Michelle Cottle knew what it was like to have a traumatic pregnancy.
The first time she'd gotten pregnant, she didn't even know she was pregnant until she found herself in the emergency room in agony with a ruptured fallopian tube (the result of an ectopic pregnancy).
So the next time she got pregnant, it was breeze.
Because of the ectopic pregnancy, the doctors took scans of Cottle's uterus early in her gestation. The doctors told her everything was fine. At 12-weeks, her baby was cleared — no possibility of miscarriage. In fact, at 36 weeks gestation, the doctors told the Cottles that their baby was developing normally.
But five days later, Cottle looked at a still ultrasound monitor. There was no movement of a little one. No heartbeat. Her baby had died.
Cottle wrote, "I think I must have had an abstract idea that not all babies come home from hospital; that many are born unwell or become sick soon after birth. But my mind had never allowed me to register that sometimes babies that are full-term, babies that have nothing at all wrong with them, can die before they have even taken their first breath. And that for over half of these babies, no cause of death will be found."
Cottle's sorrow was complete.
She gave birth to a silent baby and loved her entirely before leaving her new daughter at the hospital.
She said, "We had to give her back and leave the hospital empty; empty belly, empty arms, empty soul."
To cope with all her emptiness, Michelle began a blog. Every day, Cottle and her husband write a letter to their lost baby, Orla.
As she wrote, the reality of the numbers hit Cottle: One in 200 pregnancies in the United Kingdom and one in 160 pregnancies in the United States ends in stillbirth. And for two thirds of those stillborn babies, doctors can't explain why they died.
Cottle's goal is to bring that reality to the eyes of the people who have the power to change it. She said,
"I know that I have survived the unimaginable and in Orla's name, I want to break the silence surrounding stillbirth so that one day fewer people will have to suffer. If we don't talk about these tragedies, there is no motivation from the government to fund much needed research. If we don't do research then we will continue to have one of the worst rates of stillbirth in the developed world. And that means that 11 families every single day will have to endure the torture of losing their much loved baby too as a result of stillbirth."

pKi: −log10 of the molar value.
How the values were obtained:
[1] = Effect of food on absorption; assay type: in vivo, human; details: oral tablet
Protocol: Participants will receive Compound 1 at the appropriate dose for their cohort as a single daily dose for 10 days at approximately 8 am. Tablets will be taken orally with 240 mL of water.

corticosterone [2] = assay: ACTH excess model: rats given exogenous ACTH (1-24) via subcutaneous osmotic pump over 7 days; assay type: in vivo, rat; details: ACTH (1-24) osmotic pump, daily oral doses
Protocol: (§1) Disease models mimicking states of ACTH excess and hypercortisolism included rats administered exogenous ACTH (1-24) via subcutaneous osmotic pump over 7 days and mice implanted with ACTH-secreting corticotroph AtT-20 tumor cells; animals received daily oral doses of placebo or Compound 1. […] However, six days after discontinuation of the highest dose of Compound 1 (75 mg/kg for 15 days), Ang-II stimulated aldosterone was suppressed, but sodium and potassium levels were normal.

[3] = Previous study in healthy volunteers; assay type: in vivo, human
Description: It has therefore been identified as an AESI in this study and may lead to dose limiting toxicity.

Recently, researchers are really digging in to understand why stillbirths still happen to healthy parents, seemingly out of nowhere.
In fact, researchers just discovered a connection between the way mothers sleep and stillbirths.
The study, published in British Journal of Obstetrics and Gynecology, confirmed what four smaller studies had also found: sleeping on the back is associated with term stillbirth. In fact, the research revealed that women who sleep on their backs during the third trimester of pregnancy have twice the risk of delivering a stillborn baby as those who sleep on their side.
The researchers can't veritably say why back-sleeping is connected to stillbirths. However, they hypothesize that laying on the back restricts blood flow to the baby because the weight of the baby and the womb puts pressure on the connecting blood vessels.
The way you sleep can be a hard habit to break. Here are some tips to help you learn to sleep on your side. (Remember this applies to naps as well as prolonged night-time sleeping.)
Put a pillow behind your back to prevent movement
Sew a tennis ball in the back of your shirt to remind your body to stay on your side
Sleep on a narrow sofa for a few weeks to train your body to break the habit
Use pillows or rolled towels to keep your ear, shoulder and hips aligned
Place a thin pillow between your knees to reduce stress on back and hips
If you wake up in the night, check your position and switch to your side
Remember to sleep on your side when napping as well